The Puerto de la Cruz Calle Quintana isn't just any pedestrian road in the old quarters.
This pedestrian road that's easily walked with leisure in a few minutes was named after a famous Tenerife painter whose works are found in important churches of the entire archipelago.
It joins the most picturesque parts of town, namely La Ranilla, the Muelle with its port and Costa Martianez. It links with the Windy Corner and San Telmo and snorkel beaches as well as Avda. Colon's Esplanade with Lago Martianez.
It goes past two beautiful park-like town squares with two churches and a language school. Parque San Francisco for event celebrations is on its way.
It leads to the main Plaza the hub of town with many quaint shops, buzzing Tascas and bars .
The two oldest hotels the one named after a Marquesa and Hotel Monopol are found next to each other in this central town passage that's now wheel chair proof. A third hotel that's by Plaza del Dr.Victor Perez is Hotel de los Principes. It has been abandoned, except for shops and bars on the bottom floor. Its infrastructure is not fit for modern tourism any more and needs to be adapted. It has been up for sale for some time. There, a holiday home rental agency is almost opposite church San Francisco.
By Plaza del Charco on the bottom of our pedestrian passage stands a little fountain. A bust of a much loved former mayor crowns it.
They call him Good Man El Hombre bueno, as he cared more for his people than others.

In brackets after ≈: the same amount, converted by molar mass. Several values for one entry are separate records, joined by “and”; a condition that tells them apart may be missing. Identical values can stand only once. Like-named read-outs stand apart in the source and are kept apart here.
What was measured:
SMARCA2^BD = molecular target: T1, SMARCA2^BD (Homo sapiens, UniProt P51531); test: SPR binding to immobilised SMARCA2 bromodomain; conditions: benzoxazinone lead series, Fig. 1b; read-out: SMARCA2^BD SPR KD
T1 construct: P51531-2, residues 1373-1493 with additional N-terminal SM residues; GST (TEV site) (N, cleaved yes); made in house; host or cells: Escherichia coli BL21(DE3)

Plaza Dr.Victor Pérez by church San Francisco honors another much favorite man of the town. This doctor helped to promote health tourism via the Taoro Hotel.
The most famous celebrity of this neighborhood was Agústin de Bethencourt y Molina an engineer and scientist who was even held in great esteem by Tsar Peter of Russia. Bethencourt was born in the mansion that later was turned into Hotel Monopol.Alexander von Humboldt
was a guest at Hotel Marquesa. Hemingway and Agatha Christie were familiar with this ancient street, not that long ago. Even Churchill and Onassis have set foot there, as news writers wrote, some decades ago.
Street musicians and artists love the Quintana Road for its wide stairs that are ideal stage spots. That's where you get to the Church Iglesia de Nuestra Señora de Peña Francia with its its sacred art museum. A sculptured fountain in front draws attention. Church holidays, such as Easter Friday, Christmas and Fiesta del Carmen turn this part of town into a most attractive stage by spectacular processions along Quintana road.
However, also more worldly celebrations, such as Folk Fiestas, the Mueca art event and the Flower Festival give it much credit.
The cultural institution IEHCAN the Canarian Instituto de Estudios Espanicos at Number 18 is another important icon that needs to be mentioned.
Calle Quintana has some wonderful Canary Island architecture with large ornate wooden balconies that give it flair.
Cobble stone side
streets lead off from it to the spectacular Vintage art nouveau Ebano Cafe, to a vegetarian insider
interesting, little boutiques in more pedestrian zones, such as Calle
Hoya. There, the Bee Hive Pub I Puerto's oldest sports bar and several health shops excel.
Banco de Santander is on a Corner with Calle San Juan, while flower sellers offer their wares opposite on a make shift market on work days.
The birth street of Bethencourt has been revamped in 2016 to make it safer for everybody and manageable for all who can't walk. It was worth it for the street's gift, souvenir, electronic shops and agencies to bear the inconvenience for more than a year.
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